US aims for new mis­sile-in­ter­cep­tion test

CityPress - - News -

The US plans to carry out a new test of its mis­sile de­fence sys­tem against an in­ter­me­di­ate-range bal­lis­tic mis­sile in the next few days, two US of­fi­cials have said, as ten­sions with North Korea in­crease.

De­spite be­ing planned months ago, the US mis­sile de­fence test will gain sig­nif­i­cance in the wake of North Korea’s launch of an in­ter­con­ti­nen­tal bal­lis­tic mis­sile on Tues­day, which has height­ened con­cerns about a threat from Py­ongyang.

The test will be the first of the Ter­mi­nal High Al­ti­tude Area De­fence (Thaad) to de­fend against a sim­u­lated attack by an in­ter­me­di­ate-range bal­lis­tic mis­sile (IRBM), one of the of­fi­cials said. The Thaad in­ter­cep­tors will be fired from Alaska.

The US has Thaad in­ter­cep­tors in Guam that are meant to help guard against a mis­sile attack from a coun­try such as North Korea.

The of­fi­cials, who dis­closed to Reuters the pre­cise na­ture and tim­ing of the up­com­ing test, spoke on con­di­tion of anonymity.

The US Mis­sile De­fence Agency con­firmed that it aimed to carry out a Thaad flight test “in early July”.

Agency spokesper­son Chris John­son said the Thaad weapon sys­tem at Pa­cific Space­port Com­plex – Alaska in Ko­diak, Alaska, would “de­tect, track and en­gage a tar­get with a Thaad in­ter­cep­tor”.

“The test is des­ig­nated as flight test Thaad – FTT-18,” John­son said. He did not elab­o­rate.

Still, in re­cent tes­ti­mony to Congress, Vice-Ad­mi­ral James Syring, then the di­rec­tor of the Mis­sile De­fence Agency, said FTT-18 would aim to demon­strate Thaad’s abil­ity to in­ter­cept an IRBM tar­get.

The Mis­sile De­fence Agency said Thaad had a 100% suc­cess­ful track record in its 13 flight tests since 2006.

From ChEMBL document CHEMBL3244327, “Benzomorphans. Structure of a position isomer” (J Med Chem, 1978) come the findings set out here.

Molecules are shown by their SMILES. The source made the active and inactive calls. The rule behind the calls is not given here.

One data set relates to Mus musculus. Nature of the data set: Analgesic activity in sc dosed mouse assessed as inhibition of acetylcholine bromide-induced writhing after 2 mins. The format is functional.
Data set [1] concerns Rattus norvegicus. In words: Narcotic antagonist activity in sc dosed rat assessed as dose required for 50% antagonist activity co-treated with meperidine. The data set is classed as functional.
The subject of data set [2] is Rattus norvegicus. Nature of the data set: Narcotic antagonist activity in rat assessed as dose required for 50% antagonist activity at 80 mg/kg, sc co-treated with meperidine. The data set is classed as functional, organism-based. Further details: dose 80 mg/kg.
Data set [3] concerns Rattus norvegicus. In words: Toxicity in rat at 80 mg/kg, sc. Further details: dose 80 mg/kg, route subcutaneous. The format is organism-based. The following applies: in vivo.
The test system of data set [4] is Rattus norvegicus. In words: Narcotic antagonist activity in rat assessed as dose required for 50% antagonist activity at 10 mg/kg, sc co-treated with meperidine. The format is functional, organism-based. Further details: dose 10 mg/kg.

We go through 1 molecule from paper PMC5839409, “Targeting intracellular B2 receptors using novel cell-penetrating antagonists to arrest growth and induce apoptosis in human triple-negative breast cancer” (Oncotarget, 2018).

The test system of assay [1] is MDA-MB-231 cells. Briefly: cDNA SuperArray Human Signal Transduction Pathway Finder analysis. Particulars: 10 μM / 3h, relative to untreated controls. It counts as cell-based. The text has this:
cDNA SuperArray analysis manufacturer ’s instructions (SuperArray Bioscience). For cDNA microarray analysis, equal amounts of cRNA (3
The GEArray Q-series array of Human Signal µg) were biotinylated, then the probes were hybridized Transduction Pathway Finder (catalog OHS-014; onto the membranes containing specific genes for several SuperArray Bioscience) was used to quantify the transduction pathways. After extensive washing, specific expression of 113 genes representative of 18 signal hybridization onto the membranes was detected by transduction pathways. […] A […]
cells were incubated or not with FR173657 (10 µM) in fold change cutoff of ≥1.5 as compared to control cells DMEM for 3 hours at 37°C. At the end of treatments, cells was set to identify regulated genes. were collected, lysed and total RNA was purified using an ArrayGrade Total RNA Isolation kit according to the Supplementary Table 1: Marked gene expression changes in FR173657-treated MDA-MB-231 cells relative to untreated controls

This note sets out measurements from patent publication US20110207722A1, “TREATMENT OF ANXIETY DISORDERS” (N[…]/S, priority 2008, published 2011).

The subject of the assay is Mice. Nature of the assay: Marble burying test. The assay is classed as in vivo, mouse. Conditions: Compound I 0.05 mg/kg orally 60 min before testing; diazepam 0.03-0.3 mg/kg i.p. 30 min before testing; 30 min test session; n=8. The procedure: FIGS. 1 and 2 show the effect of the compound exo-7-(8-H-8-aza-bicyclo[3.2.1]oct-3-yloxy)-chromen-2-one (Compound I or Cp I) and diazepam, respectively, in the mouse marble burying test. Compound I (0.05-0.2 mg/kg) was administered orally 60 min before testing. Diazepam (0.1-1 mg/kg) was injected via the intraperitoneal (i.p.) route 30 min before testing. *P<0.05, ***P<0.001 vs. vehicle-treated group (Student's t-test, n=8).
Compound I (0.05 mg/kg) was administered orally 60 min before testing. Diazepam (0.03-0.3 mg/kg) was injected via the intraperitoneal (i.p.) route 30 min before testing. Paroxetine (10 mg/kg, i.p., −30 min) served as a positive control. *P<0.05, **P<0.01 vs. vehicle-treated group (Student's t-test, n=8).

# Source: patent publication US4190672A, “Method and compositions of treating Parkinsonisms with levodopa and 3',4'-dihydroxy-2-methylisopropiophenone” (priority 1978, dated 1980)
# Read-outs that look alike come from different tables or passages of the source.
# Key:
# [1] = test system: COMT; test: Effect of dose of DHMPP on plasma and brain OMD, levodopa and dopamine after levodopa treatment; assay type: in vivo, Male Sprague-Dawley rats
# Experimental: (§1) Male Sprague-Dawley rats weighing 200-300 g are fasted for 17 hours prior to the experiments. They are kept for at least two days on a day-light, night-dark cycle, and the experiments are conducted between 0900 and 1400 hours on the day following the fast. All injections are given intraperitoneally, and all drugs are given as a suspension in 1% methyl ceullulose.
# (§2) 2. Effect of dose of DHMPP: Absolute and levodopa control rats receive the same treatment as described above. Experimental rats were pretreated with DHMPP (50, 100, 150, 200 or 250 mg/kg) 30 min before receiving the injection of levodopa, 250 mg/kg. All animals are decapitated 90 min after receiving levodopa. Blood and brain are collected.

Thaad is a ground-based mis­sile de­fence sys­tem de­signed to shoot down short-, medium- and in­ter­me­di­ate-range bal­lis­tic mis­siles.

Lock­heed Martin, the prime con­trac­tor for the Thaad sys­tem, said it had the abil­ity to in­ter­cept in­com­ing mis­siles, both in­side and out­side Earth’s at­mos­phere.

This year’s US de­ploy­ment of Thaad in South Korea to guard against North Korea’s shorter-range mis­siles has also drawn fierce crit­i­cism from China, which says the sys­tem’s pow­er­ful radar can probe deep into its ter­ri­tory.

Ear­lier this month, Moscow and Beijing, in a joint state­ment, called on Wash­ing­ton to im­me­di­ately halt de­ploy­ment of Thaad in South Korea.

The state­ment said Wash­ing­ton was us­ing North Korea as a pre­text to ex­pand its mil­i­tary in­fras­truc­ture in Asia and risked up­set­ting the strate­gic bal­ance of power in the re­gion.

Thaad’s success rate in test­ing is far higher than the one for the US’s Ground-based Mid­course De­fence sys­tem (GMD), the sys­tem specifically de­signed to shoot down an ICBM headed for the US main­land.

That GMD sys­tem has only a 55% success rate over the life of the pro­gramme. But ad­vo­cates note that the tech­nol­ogy has im­proved dra­mat­i­cally in re­cent years. In a key de­vel­op­ment, the GMD sys­tem suc­cess­fully shot down an in­com­ing sim­u­lated North Korean ICBM in a test in May.

That led the Pen­tagon to up­grade its as­sess­ment of the US’s abil­ity to de­fend against a small num­ber of ICBMs, ac­cord­ing to an in­ter­nal memo seen by Reuters.

The Mis­sile De­fence Agency last month told Congress that it planned to de­liver 52 more Thaad in­ter­cep­tors to the US army be­tween October and Septem­ber next year.

In a sign of US con­gres­sional con­cern about mis­sile de­fence, sev­eral legislators filed amend­ments to a de­fence pol­icy bill on Fri­day that ad­dressed North Korea. Repub­li­can rep­re­sen­ta­tive Don Young, whose home state Alaska is seen as es­pe­cially vul­ner­a­ble to a North Korea threat, asked for more ground-based in­ter­cep­tors for his state.

Demo­cratic rep­re­sen­ta­tives John Cony­ers and Sheila Jackson Lee, along with Repub­li­can Wal­ter Jones, filed an amend­ment to the an­nual Na­tional De­fence au­tho­riza­tion Act, say­ing that noth­ing in the bill should be con­strued as au­tho­ris­ing the use of force against North Korea.

The full House of Rep­re­sen­ta­tives is due to con­sider the bill, and its amend­ments, next week.

– Reuters

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